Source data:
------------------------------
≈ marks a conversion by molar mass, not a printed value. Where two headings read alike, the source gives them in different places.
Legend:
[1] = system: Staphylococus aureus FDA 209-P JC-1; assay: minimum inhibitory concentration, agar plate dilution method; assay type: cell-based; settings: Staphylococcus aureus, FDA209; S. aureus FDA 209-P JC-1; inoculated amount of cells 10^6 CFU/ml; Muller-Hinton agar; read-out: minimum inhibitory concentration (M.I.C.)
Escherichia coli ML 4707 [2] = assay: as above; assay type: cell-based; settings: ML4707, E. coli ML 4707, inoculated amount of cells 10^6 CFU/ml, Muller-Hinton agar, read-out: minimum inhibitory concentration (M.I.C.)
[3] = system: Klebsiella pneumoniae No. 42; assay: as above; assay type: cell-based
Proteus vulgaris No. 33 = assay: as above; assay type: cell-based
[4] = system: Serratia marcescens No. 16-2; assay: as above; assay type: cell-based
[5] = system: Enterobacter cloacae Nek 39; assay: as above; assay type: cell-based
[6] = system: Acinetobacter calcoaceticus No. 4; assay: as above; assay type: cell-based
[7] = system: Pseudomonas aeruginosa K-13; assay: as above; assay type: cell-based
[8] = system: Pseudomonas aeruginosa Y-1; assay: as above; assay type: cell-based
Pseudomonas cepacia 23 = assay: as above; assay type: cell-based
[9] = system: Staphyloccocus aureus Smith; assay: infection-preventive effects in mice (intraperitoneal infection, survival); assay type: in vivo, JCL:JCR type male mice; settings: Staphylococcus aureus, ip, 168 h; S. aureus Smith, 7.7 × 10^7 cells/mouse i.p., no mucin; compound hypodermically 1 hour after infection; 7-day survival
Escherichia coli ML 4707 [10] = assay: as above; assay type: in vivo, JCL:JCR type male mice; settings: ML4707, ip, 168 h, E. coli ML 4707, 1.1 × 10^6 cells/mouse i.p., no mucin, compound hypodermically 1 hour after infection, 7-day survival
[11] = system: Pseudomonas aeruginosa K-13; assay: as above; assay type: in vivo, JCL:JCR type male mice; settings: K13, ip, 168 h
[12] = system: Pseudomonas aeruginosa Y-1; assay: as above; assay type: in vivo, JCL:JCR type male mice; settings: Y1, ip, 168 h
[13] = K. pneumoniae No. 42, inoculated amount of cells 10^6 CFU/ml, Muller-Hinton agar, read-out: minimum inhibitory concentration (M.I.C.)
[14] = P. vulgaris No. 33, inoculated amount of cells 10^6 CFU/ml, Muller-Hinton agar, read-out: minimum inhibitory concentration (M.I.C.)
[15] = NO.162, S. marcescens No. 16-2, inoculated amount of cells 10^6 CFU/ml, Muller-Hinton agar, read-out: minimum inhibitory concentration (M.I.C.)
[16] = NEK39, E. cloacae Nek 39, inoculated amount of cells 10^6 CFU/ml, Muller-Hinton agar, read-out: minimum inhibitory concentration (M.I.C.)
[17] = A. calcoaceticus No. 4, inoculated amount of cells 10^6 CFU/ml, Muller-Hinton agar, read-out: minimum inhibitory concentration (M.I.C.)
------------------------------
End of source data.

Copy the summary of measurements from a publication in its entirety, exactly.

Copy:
≈ marks a conversion by molar mass, not a printed value. Where two headings read alike, the source gives them in different places.
Legend:
[1] = system: Staphylococus aureus FDA 209-P JC-1; assay: minimum inhibitory concentration, agar plate dilution method; assay type: cell-based; settings: Staphylococcus aureus, FDA209; S. aureus FDA 209-P JC-1; inoculated amount of cells 10^6 CFU/ml; Muller-Hinton agar; read-out: minimum inhibitory concentration (M.I.C.)
Escherichia coli ML 4707 [2] = assay: as above; assay type: cell-based; settings: ML4707, E. coli ML 4707, inoculated amount of cells 10^6 CFU/ml, Muller-Hinton agar, read-out: minimum inhibitory concentration (M.I.C.)
[3] = system: Klebsiella pneumoniae No. 42; assay: as above; assay type: cell-based
Proteus vulgaris No. 33 = assay: as above; assay type: cell-based
[4] = system: Serratia marcescens No. 16-2; assay: as above; assay type: cell-based
[5] = system: Enterobacter cloacae Nek 39; assay: as above; assay type: cell-based
[6] = system: Acinetobacter calcoaceticus No. 4; assay: as above; assay type: cell-based
[7] = system: Pseudomonas aeruginosa K-13; assay: as above; assay type: cell-based
[8] = system: Pseudomonas aeruginosa Y-1; assay: as above; assay type: cell-based
Pseudomonas cepacia 23 = assay: as above; assay type: cell-based
[9] = system: Staphyloccocus aureus Smith; assay: infection-preventive effects in mice (intraperitoneal infection, survival); assay type: in vivo, JCL:JCR type male mice; settings: Staphylococcus aureus, ip, 168 h; S. aureus Smith, 7.7 × 10^7 cells/mouse i.p., no mucin; compound hypodermically 1 hour after infection; 7-day survival
Escherichia coli ML 4707 [10] = assay: as above; assay type: in vivo, JCL:JCR type male mice; settings: ML4707, ip, 168 h, E. coli ML 4707, 1.1 × 10^6 cells/mouse i.p., no mucin, compound hypodermically 1 hour after infection, 7-day survival
[11] = system: Pseudomonas aeruginosa K-13; assay: as above; assay type: in vivo, JCL:JCR type male mice; settings: K13, ip, 168 h
[12] = system: Pseudomonas aeruginosa Y-1; assay: as above; assay type: in vivo, JCL:JCR type male mice; settings: Y1, ip, 168 h
[13] = K. pneumoniae No. 42, inoculated amount of cells 10^6 CFU/ml, Muller-Hinton agar, read-out: minimum inhibitory concentration (M.I.C.)
[14] = P. vulgaris No. 33, inoculated amount of cells 10^6 CFU/ml, Muller-Hinton agar, read-out: minimum inhibitory concentration (M.I.C.)
[15] = NO.162, S. marcescens No. 16-2, inoculated amount of cells 10^6 CFU/ml, Muller-Hinton agar, read-out: minimum inhibitory concentration (M.I.C.)
[16] = NEK39, E. cloacae Nek 39, inoculated amount of cells 10^6 CFU/ml, Muller-Hinton agar, read-out: minimum inhibitory concentration (M.I.C.)
[17] = A. calcoaceticus No. 4, inoculated amount of cells 10^6 CFU/ml, Muller-Hinton agar, read-out: minimum inhibitory concentration (M.I.C.)